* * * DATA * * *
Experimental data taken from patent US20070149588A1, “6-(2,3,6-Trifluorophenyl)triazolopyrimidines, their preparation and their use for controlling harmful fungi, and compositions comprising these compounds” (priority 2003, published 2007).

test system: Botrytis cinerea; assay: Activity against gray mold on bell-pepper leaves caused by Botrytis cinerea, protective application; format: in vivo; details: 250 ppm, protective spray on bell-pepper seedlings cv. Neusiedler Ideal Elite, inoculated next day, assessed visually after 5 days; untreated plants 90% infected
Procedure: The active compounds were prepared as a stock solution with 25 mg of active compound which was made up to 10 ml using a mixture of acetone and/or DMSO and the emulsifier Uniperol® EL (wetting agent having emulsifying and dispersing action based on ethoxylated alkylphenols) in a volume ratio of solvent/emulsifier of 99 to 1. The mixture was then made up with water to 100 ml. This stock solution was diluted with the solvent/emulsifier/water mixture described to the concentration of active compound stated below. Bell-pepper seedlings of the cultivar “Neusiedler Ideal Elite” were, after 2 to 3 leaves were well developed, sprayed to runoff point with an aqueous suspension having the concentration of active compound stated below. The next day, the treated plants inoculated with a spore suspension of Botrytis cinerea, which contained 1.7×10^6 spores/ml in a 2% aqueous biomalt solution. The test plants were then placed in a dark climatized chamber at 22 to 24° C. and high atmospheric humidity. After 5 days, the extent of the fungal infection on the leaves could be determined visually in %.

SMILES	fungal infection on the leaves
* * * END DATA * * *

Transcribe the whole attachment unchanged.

Experimental data taken from patent US20070149588A1, “6-(2,3,6-Trifluorophenyl)triazolopyrimidines, their preparation and their use for controlling harmful fungi, and compositions comprising these compounds” (priority 2003, published 2007).

test system: Botrytis cinerea; assay: Activity against gray mold on bell-pepper leaves caused by Botrytis cinerea, protective application; format: in vivo; details: 250 ppm, protective spray on bell-pepper seedlings cv. Neusiedler Ideal Elite, inoculated next day, assessed visually after 5 days; untreated plants 90% infected
Procedure: The active compounds were prepared as a stock solution with 25 mg of active compound which was made up to 10 ml using a mixture of acetone and/or DMSO and the emulsifier Uniperol® EL (wetting agent having emulsifying and dispersing action based on ethoxylated alkylphenols) in a volume ratio of solvent/emulsifier of 99 to 1. The mixture was then made up with water to 100 ml. This stock solution was diluted with the solvent/emulsifier/water mixture described to the concentration of active compound stated below. Bell-pepper seedlings of the cultivar “Neusiedler Ideal Elite” were, after 2 to 3 leaves were well developed, sprayed to runoff point with an aqueous suspension having the concentration of active compound stated below. The next day, the treated plants inoculated with a spore suspension of Botrytis cinerea, which contained 1.7×10^6 spores/ml in a 2% aqueous biomalt solution. The test plants were then placed in a dark climatized chamber at 22 to 24° C. and high atmospheric humidity. After 5 days, the extent of the fungal infection on the leaves could be determined visually in %.

SMILES	fungal infection on the leaves